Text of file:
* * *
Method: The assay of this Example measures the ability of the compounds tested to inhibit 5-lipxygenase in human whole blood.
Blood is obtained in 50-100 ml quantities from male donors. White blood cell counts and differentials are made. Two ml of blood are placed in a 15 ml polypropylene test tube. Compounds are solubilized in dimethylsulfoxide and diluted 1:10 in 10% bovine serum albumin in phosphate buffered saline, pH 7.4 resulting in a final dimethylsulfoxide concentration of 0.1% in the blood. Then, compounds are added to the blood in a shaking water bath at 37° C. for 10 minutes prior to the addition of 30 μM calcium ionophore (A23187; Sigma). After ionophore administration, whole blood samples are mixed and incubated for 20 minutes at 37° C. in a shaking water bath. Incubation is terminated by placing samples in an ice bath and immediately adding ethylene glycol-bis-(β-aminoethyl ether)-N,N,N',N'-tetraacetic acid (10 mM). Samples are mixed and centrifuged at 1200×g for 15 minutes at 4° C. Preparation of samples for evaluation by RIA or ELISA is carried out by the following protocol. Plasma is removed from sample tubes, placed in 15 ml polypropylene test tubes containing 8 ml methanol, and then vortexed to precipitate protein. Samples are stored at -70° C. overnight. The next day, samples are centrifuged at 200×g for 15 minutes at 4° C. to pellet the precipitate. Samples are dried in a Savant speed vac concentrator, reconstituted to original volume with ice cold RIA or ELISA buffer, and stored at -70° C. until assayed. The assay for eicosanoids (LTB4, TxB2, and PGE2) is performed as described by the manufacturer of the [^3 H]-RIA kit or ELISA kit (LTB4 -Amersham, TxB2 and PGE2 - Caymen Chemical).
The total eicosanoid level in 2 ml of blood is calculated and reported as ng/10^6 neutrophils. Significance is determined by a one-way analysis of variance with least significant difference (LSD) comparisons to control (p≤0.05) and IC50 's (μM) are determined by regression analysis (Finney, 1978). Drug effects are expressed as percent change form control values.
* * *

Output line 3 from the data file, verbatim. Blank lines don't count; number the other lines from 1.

The total eicosanoid level in 2 ml of blood is calculated and reported as ng/10^6 neutrophils. Significance is determined by a one-way analysis of variance with least significant difference (LSD) comparisons to control (p≤0.05) and IC50 's (μM) are determined by regression analysis (Finney, 1978). Drug effects are expressed as percent change form control values.